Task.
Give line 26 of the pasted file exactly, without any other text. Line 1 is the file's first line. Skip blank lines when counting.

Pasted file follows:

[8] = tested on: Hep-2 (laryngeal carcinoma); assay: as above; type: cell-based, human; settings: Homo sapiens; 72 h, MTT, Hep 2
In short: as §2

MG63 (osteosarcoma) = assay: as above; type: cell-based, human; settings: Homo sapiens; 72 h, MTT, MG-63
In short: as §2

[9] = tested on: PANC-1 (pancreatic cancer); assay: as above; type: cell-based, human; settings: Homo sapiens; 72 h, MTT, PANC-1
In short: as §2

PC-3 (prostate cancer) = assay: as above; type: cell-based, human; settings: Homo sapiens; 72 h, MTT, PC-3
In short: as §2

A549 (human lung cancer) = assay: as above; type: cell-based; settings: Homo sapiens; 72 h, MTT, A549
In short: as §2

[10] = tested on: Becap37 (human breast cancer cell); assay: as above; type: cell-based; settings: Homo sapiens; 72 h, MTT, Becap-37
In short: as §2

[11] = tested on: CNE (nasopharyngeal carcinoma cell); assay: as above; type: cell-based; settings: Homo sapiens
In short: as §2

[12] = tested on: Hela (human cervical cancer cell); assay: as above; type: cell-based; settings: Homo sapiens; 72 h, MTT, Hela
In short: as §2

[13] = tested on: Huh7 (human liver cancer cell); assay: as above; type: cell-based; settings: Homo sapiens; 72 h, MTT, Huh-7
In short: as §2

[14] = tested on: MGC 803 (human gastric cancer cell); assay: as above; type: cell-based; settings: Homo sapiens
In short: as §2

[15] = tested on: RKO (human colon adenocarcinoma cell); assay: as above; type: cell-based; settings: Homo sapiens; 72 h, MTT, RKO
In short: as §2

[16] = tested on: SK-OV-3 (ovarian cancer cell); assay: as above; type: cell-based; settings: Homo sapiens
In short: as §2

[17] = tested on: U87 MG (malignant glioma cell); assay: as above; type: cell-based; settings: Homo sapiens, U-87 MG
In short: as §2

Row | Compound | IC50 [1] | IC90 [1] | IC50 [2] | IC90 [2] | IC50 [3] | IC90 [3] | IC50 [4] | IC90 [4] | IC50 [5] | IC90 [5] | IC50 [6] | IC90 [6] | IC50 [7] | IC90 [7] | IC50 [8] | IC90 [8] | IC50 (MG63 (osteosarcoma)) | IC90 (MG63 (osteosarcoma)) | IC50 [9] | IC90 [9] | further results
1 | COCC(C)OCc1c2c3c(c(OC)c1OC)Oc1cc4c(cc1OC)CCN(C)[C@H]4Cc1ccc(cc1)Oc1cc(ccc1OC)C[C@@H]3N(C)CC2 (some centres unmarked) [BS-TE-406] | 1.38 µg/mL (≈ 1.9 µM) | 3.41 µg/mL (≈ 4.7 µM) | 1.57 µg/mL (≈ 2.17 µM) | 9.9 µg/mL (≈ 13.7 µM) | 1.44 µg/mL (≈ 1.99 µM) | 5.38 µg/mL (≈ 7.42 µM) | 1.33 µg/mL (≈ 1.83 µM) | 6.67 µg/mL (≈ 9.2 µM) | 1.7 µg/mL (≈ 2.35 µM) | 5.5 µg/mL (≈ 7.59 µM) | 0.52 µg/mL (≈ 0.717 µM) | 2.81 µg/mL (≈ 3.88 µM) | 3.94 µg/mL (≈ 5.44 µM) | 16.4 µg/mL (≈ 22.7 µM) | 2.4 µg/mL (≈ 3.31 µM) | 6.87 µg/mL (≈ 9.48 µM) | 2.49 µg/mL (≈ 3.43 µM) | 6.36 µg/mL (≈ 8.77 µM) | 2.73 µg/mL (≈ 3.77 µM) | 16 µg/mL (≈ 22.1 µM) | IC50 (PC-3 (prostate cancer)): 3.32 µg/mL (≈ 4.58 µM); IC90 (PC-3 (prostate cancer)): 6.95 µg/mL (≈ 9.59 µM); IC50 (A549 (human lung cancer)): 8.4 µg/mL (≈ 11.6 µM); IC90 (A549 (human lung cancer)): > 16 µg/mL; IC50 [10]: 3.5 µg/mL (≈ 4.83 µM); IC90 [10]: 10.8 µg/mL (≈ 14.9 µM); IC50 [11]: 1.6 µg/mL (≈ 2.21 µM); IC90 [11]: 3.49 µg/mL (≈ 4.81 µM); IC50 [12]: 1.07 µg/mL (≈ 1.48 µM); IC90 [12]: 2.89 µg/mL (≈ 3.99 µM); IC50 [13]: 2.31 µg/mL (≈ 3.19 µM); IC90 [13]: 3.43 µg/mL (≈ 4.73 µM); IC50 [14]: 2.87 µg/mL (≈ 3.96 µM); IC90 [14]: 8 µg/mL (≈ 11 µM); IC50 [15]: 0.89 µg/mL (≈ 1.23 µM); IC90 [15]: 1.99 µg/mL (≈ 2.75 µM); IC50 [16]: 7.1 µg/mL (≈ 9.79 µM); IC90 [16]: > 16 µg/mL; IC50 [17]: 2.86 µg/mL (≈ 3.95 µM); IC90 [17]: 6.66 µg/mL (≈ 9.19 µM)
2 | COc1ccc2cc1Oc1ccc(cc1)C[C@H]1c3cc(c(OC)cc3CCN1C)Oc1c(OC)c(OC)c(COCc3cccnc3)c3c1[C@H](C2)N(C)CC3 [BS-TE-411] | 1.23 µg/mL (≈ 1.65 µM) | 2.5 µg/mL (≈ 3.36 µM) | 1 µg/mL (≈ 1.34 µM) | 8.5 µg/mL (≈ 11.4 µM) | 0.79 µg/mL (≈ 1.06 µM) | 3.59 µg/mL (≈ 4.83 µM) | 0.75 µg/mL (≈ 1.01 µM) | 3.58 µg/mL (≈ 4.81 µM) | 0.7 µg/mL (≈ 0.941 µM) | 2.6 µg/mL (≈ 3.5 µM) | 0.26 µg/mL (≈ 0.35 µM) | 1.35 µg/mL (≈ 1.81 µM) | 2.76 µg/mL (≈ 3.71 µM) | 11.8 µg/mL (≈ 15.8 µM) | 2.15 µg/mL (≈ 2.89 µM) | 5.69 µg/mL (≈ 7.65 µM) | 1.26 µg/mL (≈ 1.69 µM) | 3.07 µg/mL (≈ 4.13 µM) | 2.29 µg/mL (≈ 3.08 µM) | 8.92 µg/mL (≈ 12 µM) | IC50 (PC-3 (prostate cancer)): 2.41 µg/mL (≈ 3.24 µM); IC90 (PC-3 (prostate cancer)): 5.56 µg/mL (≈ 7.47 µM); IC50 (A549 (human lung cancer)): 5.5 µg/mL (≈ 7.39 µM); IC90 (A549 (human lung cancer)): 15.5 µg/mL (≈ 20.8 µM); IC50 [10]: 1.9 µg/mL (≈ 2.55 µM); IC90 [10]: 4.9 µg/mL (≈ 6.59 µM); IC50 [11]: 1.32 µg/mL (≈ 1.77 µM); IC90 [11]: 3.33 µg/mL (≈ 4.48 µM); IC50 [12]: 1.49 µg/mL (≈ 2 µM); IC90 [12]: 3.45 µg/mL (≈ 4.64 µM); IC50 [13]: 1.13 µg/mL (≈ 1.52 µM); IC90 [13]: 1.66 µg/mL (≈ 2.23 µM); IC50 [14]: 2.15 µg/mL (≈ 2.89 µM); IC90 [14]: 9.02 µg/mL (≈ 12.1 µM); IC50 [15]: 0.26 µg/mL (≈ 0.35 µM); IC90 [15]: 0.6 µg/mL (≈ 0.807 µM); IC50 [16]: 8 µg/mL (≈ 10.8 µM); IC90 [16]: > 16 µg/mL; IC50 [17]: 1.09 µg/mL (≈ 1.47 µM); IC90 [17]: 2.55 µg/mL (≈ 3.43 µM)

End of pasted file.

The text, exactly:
In short: as §2